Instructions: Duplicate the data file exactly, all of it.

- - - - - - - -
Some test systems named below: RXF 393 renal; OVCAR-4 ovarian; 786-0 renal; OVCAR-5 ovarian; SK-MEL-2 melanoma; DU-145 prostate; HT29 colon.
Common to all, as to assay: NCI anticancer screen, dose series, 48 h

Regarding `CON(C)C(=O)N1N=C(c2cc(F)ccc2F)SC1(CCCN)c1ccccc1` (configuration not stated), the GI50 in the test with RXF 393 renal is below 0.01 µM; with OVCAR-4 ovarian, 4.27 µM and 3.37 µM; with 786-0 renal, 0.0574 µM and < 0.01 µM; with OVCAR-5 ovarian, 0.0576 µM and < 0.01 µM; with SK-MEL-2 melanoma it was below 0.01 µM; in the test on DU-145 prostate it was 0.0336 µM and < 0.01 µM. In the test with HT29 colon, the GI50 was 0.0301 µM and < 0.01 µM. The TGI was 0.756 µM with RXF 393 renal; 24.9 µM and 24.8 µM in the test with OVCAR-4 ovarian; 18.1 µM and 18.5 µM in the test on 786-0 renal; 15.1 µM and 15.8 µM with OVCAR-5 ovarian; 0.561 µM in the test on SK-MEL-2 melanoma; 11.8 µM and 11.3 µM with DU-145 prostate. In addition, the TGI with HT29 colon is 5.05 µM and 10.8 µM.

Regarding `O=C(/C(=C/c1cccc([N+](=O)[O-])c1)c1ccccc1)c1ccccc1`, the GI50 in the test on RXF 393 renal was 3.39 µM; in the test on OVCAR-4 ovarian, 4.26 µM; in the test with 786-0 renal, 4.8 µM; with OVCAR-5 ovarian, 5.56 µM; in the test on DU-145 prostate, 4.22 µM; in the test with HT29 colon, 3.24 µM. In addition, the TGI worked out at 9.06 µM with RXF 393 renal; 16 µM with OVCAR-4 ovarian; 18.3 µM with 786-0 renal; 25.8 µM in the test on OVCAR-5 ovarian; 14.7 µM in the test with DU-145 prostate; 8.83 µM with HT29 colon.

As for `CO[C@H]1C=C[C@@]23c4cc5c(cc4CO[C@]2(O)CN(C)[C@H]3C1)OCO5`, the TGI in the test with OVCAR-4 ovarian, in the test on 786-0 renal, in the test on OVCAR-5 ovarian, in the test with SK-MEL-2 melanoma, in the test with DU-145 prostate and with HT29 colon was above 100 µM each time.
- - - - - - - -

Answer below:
Some test systems named below: RXF 393 renal; OVCAR-4 ovarian; 786-0 renal; OVCAR-5 ovarian; SK-MEL-2 melanoma; DU-145 prostate; HT29 colon.
Common to all, as to assay: NCI anticancer screen, dose series, 48 h

Regarding `CON(C)C(=O)N1N=C(c2cc(F)ccc2F)SC1(CCCN)c1ccccc1` (configuration not stated), the GI50 in the test with RXF 393 renal is below 0.01 µM; with OVCAR-4 ovarian, 4.27 µM and 3.37 µM; with 786-0 renal, 0.0574 µM and < 0.01 µM; with OVCAR-5 ovarian, 0.0576 µM and < 0.01 µM; with SK-MEL-2 melanoma it was below 0.01 µM; in the test on DU-145 prostate it was 0.0336 µM and < 0.01 µM. In the test with HT29 colon, the GI50 was 0.0301 µM and < 0.01 µM. The TGI was 0.756 µM with RXF 393 renal; 24.9 µM and 24.8 µM in the test with OVCAR-4 ovarian; 18.1 µM and 18.5 µM in the test on 786-0 renal; 15.1 µM and 15.8 µM with OVCAR-5 ovarian; 0.561 µM in the test on SK-MEL-2 melanoma; 11.8 µM and 11.3 µM with DU-145 prostate. In addition, the TGI with HT29 colon is 5.05 µM and 10.8 µM.

Regarding `O=C(/C(=C/c1cccc([N+](=O)[O-])c1)c1ccccc1)c1ccccc1`, the GI50 in the test on RXF 393 renal was 3.39 µM; in the test on OVCAR-4 ovarian, 4.26 µM; in the test with 786-0 renal, 4.8 µM; with OVCAR-5 ovarian, 5.56 µM; in the test on DU-145 prostate, 4.22 µM; in the test with HT29 colon, 3.24 µM. In addition, the TGI worked out at 9.06 µM with RXF 393 renal; 16 µM with OVCAR-4 ovarian; 18.3 µM with 786-0 renal; 25.8 µM in the test on OVCAR-5 ovarian; 14.7 µM in the test with DU-145 prostate; 8.83 µM with HT29 colon.

As for `CO[C@H]1C=C[C@@]23c4cc5c(cc4CO[C@]2(O)CN(C)[C@H]3C1)OCO5`, the TGI in the test with OVCAR-4 ovarian, in the test on 786-0 renal, in the test on OVCAR-5 ovarian, in the test with SK-MEL-2 melanoma, in the test with DU-145 prostate and with HT29 colon was above 100 µM each time.